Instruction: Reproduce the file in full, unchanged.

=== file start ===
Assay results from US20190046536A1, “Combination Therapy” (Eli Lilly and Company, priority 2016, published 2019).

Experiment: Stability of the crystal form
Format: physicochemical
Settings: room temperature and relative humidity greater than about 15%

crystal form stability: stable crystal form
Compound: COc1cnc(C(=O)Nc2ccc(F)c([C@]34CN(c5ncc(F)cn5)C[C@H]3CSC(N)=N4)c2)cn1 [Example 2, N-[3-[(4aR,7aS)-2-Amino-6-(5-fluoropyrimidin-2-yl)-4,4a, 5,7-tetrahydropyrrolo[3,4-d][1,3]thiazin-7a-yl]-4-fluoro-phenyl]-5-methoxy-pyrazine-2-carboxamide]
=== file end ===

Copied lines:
Assay results from US20190046536A1, “Combination Therapy” (Eli Lilly and Company, priority 2016, published 2019).

Experiment: Stability of the crystal form
Format: physicochemical
Settings: room temperature and relative humidity greater than about 15%

crystal form stability: stable crystal form
Compound: COc1cnc(C(=O)Nc2ccc(F)c([C@]34CN(c5ncc(F)cn5)C[C@H]3CSC(N)=N4)c2)cn1 [Example 2, N-[3-[(4aR,7aS)-2-Amino-6-(5-fluoropyrimidin-2-yl)-4,4a, 5,7-tetrahydropyrrolo[3,4-d][1,3]thiazin-7a-yl]-4-fluoro-phenyl]-5-methoxy-pyrazine-2-carboxamide]